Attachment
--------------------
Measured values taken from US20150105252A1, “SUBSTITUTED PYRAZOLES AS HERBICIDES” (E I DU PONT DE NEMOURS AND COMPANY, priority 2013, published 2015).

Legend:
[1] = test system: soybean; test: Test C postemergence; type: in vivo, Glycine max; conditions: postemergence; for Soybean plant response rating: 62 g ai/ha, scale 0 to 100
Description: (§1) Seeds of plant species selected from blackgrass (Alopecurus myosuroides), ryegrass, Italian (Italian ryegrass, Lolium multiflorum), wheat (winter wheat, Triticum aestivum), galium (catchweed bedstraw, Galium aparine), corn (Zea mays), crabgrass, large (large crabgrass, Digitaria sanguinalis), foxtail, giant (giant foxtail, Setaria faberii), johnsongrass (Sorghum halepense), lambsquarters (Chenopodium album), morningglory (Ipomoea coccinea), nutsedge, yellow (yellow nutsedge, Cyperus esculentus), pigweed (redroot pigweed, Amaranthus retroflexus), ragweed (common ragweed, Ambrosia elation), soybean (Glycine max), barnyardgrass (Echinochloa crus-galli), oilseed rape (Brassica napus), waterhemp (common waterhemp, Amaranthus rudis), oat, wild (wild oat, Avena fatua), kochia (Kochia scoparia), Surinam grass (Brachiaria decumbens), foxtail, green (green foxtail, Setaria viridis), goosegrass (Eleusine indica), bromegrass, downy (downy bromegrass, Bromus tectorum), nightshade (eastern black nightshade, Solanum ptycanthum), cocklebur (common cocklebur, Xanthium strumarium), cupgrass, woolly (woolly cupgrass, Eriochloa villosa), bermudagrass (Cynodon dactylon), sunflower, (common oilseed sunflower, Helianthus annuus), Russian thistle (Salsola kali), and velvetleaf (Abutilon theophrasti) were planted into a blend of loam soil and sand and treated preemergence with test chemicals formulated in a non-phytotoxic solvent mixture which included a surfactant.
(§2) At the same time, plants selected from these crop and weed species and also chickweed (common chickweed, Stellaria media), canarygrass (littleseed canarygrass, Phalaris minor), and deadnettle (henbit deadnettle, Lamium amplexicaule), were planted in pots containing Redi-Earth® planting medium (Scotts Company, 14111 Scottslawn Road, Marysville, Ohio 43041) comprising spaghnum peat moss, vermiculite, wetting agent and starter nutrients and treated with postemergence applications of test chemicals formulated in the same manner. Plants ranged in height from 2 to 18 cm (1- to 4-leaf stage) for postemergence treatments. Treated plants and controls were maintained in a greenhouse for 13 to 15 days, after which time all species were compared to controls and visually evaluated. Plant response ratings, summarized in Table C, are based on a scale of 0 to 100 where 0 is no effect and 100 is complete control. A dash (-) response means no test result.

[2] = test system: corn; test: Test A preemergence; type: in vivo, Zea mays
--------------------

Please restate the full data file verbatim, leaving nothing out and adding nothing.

Measured values taken from US20150105252A1, “SUBSTITUTED PYRAZOLES AS HERBICIDES” (E I DU PONT DE NEMOURS AND COMPANY, priority 2013, published 2015).

Legend:
[1] = test system: soybean; test: Test C postemergence; type: in vivo, Glycine max; conditions: postemergence; for Soybean plant response rating: 62 g ai/ha, scale 0 to 100
Description: (§1) Seeds of plant species selected from blackgrass (Alopecurus myosuroides), ryegrass, Italian (Italian ryegrass, Lolium multiflorum), wheat (winter wheat, Triticum aestivum), galium (catchweed bedstraw, Galium aparine), corn (Zea mays), crabgrass, large (large crabgrass, Digitaria sanguinalis), foxtail, giant (giant foxtail, Setaria faberii), johnsongrass (Sorghum halepense), lambsquarters (Chenopodium album), morningglory (Ipomoea coccinea), nutsedge, yellow (yellow nutsedge, Cyperus esculentus), pigweed (redroot pigweed, Amaranthus retroflexus), ragweed (common ragweed, Ambrosia elation), soybean (Glycine max), barnyardgrass (Echinochloa crus-galli), oilseed rape (Brassica napus), waterhemp (common waterhemp, Amaranthus rudis), oat, wild (wild oat, Avena fatua), kochia (Kochia scoparia), Surinam grass (Brachiaria decumbens), foxtail, green (green foxtail, Setaria viridis), goosegrass (Eleusine indica), bromegrass, downy (downy bromegrass, Bromus tectorum), nightshade (eastern black nightshade, Solanum ptycanthum), cocklebur (common cocklebur, Xanthium strumarium), cupgrass, woolly (woolly cupgrass, Eriochloa villosa), bermudagrass (Cynodon dactylon), sunflower, (common oilseed sunflower, Helianthus annuus), Russian thistle (Salsola kali), and velvetleaf (Abutilon theophrasti) were planted into a blend of loam soil and sand and treated preemergence with test chemicals formulated in a non-phytotoxic solvent mixture which included a surfactant.
(§2) At the same time, plants selected from these crop and weed species and also chickweed (common chickweed, Stellaria media), canarygrass (littleseed canarygrass, Phalaris minor), and deadnettle (henbit deadnettle, Lamium amplexicaule), were planted in pots containing Redi-Earth® planting medium (Scotts Company, 14111 Scottslawn Road, Marysville, Ohio 43041) comprising spaghnum peat moss, vermiculite, wetting agent and starter nutrients and treated with postemergence applications of test chemicals formulated in the same manner. Plants ranged in height from 2 to 18 cm (1- to 4-leaf stage) for postemergence treatments. Treated plants and controls were maintained in a greenhouse for 13 to 15 days, after which time all species were compared to controls and visually evaluated. Plant response ratings, summarized in Table C, are based on a scale of 0 to 100 where 0 is no effect and 100 is complete control. A dash (-) response means no test result.

[2] = test system: corn; test: Test A preemergence; type: in vivo, Zea mays